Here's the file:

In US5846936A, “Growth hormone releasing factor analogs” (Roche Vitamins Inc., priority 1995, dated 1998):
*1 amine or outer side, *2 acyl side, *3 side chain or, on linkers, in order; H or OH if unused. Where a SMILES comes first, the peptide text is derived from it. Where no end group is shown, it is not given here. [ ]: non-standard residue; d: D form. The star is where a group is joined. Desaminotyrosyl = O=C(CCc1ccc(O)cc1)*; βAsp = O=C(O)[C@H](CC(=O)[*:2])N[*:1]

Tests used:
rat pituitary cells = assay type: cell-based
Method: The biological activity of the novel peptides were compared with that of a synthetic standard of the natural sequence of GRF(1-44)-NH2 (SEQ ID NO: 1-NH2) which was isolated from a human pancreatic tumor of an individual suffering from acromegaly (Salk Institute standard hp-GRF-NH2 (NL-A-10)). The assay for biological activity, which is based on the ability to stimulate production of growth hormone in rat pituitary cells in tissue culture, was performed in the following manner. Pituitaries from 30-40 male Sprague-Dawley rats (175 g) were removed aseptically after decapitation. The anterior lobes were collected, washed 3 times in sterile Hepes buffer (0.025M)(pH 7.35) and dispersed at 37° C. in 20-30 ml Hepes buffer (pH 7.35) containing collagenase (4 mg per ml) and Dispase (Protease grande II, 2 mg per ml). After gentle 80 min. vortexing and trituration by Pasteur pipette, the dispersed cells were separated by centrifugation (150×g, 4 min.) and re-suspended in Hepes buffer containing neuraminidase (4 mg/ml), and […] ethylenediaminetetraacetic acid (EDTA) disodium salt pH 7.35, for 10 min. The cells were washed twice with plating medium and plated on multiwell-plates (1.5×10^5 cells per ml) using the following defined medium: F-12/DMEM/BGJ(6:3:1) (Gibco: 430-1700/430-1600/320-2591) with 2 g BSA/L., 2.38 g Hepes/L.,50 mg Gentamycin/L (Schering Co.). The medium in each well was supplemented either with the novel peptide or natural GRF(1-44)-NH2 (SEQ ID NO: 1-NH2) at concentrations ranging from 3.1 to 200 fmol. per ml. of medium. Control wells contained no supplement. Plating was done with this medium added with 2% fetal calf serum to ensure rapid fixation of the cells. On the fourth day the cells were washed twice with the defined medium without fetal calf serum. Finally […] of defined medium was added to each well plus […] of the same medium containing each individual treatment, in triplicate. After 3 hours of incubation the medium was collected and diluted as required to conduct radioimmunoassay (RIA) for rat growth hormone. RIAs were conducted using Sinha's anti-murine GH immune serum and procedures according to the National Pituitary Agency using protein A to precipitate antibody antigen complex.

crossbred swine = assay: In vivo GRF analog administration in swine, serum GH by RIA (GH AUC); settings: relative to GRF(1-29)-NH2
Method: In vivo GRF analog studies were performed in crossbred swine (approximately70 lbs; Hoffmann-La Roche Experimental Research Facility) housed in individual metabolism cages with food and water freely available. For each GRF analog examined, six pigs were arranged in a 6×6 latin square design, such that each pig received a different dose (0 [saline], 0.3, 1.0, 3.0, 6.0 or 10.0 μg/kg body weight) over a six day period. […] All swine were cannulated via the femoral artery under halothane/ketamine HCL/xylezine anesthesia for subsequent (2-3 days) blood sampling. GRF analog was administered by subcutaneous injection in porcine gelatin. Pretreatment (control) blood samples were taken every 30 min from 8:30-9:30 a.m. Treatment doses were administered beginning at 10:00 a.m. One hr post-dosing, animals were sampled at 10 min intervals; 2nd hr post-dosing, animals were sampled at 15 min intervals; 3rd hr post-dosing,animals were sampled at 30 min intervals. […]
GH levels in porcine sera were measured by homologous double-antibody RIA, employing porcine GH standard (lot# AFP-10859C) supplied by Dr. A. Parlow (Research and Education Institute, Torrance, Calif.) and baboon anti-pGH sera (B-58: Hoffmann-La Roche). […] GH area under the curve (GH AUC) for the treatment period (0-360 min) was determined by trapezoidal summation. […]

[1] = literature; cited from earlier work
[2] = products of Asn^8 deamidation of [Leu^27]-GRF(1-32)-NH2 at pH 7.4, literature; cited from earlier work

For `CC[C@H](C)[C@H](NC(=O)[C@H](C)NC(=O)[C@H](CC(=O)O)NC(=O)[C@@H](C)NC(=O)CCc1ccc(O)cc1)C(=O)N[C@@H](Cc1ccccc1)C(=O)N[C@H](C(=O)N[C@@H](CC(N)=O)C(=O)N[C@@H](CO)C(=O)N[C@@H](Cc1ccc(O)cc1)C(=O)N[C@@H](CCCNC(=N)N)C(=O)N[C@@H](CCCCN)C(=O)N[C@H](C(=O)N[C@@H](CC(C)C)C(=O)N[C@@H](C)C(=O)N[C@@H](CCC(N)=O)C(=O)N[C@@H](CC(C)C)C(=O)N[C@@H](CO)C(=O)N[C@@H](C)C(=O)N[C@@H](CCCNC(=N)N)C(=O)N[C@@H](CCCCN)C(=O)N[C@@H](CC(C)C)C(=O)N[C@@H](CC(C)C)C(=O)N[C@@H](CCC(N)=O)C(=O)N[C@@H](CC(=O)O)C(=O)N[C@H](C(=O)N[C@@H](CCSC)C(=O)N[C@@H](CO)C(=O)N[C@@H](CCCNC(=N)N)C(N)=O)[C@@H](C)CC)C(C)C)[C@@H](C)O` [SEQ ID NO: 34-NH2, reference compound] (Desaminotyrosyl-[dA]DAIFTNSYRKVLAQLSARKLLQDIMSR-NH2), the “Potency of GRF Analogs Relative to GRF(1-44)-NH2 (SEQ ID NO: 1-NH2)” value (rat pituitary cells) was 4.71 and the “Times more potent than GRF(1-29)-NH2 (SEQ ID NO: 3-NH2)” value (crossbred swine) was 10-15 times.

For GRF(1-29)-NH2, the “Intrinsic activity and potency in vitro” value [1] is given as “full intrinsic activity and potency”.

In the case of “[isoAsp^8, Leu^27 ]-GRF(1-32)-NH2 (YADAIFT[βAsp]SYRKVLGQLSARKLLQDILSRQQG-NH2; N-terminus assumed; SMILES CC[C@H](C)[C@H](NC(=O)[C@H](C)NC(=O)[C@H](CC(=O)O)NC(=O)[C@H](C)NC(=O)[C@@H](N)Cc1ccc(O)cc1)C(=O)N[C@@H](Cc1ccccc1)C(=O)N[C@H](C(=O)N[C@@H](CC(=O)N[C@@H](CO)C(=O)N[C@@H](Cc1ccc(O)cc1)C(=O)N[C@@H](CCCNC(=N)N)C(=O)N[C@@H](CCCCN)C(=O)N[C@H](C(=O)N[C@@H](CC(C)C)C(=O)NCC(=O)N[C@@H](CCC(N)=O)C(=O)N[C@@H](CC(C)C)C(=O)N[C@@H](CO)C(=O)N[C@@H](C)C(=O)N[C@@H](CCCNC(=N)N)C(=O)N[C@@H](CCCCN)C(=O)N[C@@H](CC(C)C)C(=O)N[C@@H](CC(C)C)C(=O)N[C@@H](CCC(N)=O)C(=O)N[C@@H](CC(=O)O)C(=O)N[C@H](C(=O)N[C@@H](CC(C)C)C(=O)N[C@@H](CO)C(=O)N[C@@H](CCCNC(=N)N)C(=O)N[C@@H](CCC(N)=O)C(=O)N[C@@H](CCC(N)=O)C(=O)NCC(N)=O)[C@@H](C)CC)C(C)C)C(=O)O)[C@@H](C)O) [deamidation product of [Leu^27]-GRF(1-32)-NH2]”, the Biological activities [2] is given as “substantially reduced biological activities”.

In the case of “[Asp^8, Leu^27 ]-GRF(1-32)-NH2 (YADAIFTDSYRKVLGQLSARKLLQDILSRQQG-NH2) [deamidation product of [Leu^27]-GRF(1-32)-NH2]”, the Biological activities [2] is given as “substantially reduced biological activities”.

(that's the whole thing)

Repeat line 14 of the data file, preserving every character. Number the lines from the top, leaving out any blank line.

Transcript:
In the case of “[Asp^8, Leu^27 ]-GRF(1-32)-NH2 (YADAIFTDSYRKVLGQLSARKLLQDILSRQQG-NH2) [deamidation product of [Leu^27]-GRF(1-32)-NH2]”, the Biological activities [2] is given as “substantially reduced biological activities”.